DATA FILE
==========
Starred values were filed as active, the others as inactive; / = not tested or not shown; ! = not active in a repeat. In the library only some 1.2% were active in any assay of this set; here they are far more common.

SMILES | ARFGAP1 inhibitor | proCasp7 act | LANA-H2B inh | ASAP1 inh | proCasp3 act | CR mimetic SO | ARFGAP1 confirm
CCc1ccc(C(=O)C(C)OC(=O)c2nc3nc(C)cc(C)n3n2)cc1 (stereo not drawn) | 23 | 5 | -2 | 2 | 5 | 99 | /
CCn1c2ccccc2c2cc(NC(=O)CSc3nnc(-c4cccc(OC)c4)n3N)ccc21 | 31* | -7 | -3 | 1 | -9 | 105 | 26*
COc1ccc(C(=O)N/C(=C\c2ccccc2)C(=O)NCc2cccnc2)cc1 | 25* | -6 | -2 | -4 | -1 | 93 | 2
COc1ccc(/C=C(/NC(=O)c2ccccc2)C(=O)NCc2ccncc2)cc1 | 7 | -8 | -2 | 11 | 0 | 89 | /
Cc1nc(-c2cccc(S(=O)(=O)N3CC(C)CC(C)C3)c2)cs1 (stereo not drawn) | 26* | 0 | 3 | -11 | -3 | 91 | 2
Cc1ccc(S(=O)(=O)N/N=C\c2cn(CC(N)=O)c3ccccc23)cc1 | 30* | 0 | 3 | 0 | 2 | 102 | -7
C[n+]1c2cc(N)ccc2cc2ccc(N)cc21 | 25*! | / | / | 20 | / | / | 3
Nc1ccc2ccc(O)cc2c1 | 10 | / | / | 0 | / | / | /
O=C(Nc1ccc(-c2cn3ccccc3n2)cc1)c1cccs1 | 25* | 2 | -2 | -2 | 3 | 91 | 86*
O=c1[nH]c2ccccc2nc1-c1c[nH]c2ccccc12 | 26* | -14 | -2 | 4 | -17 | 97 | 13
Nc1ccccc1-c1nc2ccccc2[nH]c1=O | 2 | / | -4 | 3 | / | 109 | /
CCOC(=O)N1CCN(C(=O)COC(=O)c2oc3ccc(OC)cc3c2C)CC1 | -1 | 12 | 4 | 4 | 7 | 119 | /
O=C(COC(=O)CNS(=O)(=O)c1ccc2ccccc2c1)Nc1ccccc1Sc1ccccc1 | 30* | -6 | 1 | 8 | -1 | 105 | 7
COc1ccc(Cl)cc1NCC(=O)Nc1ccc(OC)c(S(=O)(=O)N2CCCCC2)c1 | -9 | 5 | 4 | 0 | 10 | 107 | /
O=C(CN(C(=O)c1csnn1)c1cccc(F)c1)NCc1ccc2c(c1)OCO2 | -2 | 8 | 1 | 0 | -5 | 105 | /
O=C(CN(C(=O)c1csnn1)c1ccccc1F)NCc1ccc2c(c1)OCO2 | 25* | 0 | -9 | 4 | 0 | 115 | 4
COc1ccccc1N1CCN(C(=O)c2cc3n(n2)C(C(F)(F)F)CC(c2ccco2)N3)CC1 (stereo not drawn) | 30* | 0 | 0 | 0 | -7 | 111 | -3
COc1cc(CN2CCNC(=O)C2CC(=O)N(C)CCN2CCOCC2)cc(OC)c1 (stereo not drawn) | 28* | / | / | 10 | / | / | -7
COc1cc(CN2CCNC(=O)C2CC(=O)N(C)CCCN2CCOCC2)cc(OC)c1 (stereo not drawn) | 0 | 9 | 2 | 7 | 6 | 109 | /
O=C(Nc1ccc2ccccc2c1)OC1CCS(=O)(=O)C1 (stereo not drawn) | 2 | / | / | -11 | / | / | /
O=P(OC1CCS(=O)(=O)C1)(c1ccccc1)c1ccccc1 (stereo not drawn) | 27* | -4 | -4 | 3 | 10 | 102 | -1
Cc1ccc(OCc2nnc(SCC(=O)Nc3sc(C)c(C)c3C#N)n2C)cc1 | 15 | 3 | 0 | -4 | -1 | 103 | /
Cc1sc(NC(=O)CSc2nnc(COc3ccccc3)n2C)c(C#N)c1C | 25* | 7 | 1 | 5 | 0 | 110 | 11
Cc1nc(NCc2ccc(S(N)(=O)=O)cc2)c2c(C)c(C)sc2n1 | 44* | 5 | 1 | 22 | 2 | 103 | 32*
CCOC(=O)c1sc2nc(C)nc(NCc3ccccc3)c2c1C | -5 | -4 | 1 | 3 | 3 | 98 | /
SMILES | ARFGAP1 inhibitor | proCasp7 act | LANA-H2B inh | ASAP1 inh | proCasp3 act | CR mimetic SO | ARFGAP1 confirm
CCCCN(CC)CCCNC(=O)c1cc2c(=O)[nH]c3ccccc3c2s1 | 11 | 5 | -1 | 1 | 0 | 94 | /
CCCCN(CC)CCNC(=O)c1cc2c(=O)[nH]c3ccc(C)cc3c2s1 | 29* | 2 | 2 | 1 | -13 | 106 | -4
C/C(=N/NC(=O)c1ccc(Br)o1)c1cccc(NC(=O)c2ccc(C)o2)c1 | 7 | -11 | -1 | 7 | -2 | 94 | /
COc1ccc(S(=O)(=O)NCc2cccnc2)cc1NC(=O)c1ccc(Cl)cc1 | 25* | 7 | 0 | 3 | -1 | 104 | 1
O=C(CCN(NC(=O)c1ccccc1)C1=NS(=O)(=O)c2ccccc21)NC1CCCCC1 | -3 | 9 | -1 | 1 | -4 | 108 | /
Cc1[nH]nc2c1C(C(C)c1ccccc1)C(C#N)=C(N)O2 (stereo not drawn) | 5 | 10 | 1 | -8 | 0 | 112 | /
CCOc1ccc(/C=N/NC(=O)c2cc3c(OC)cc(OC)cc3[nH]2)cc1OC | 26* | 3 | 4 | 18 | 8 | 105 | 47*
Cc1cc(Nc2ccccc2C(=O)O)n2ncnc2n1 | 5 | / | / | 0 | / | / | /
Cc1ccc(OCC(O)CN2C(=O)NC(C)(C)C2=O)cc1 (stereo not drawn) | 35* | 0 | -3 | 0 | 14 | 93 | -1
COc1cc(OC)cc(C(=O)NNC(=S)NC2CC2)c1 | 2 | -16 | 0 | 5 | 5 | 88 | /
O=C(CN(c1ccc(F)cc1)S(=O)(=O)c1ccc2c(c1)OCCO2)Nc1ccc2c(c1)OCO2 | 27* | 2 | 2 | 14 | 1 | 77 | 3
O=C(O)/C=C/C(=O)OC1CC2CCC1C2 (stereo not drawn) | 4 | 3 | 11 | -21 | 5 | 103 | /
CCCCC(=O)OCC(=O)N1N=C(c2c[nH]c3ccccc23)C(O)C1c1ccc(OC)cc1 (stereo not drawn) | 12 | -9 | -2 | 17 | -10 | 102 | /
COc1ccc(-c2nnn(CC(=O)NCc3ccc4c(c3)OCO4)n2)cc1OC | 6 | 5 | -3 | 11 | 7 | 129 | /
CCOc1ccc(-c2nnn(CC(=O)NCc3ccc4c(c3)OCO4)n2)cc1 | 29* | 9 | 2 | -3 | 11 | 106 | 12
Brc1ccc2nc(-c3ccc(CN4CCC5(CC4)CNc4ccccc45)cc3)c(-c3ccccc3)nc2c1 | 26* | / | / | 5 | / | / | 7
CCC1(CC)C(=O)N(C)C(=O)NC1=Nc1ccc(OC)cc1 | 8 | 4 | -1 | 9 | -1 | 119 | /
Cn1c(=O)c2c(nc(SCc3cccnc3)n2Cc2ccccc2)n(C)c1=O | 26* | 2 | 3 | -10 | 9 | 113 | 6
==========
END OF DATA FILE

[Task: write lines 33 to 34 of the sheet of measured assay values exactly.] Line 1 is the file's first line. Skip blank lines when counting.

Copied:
O=C(CCN(NC(=O)c1ccccc1)C1=NS(=O)(=O)c2ccccc21)NC1CCCCC1 | -3 | 9 | -1 | 1 | -4 | 108 | /
Cc1[nH]nc2c1C(C(C)c1ccccc1)C(C#N)=C(N)O2 (stereo not drawn) | 5 | 10 | 1 | -8 | 0 | 112 | /